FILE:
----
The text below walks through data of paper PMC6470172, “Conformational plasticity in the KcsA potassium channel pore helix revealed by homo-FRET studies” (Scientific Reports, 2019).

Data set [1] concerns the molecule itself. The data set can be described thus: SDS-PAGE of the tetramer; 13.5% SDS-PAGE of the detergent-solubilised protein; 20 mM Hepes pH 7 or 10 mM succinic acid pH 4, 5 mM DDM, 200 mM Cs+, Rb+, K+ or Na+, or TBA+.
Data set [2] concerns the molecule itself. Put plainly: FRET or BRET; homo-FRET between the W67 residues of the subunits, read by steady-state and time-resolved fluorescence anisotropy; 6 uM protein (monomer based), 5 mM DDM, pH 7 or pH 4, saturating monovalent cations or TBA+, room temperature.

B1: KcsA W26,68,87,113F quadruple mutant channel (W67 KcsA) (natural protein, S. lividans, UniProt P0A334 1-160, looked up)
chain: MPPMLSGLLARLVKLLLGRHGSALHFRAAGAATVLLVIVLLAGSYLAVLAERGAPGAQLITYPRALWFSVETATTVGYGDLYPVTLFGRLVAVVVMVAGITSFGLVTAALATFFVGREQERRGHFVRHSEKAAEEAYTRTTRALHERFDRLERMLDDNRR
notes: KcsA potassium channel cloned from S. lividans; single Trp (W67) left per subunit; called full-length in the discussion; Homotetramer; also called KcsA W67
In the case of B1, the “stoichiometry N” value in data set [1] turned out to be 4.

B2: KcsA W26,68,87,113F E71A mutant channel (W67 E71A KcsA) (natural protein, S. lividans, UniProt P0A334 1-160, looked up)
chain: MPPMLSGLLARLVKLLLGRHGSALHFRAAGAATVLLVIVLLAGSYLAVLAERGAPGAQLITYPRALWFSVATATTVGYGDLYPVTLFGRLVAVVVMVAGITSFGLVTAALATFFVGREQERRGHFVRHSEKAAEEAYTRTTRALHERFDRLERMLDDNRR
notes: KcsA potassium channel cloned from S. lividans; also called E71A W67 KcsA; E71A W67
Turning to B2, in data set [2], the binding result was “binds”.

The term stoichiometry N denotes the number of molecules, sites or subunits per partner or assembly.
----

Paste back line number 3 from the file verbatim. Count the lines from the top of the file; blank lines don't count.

Data set [2] concerns the molecule itself. Put plainly: FRET or BRET; homo-FRET between the W67 residues of the subunits, read by steady-state and time-resolved fluorescence anisotropy; 6 uM protein (monomer based), 5 mM DDM, pH 7 or pH 4, saturating monovalent cations or TBA+, room temperature.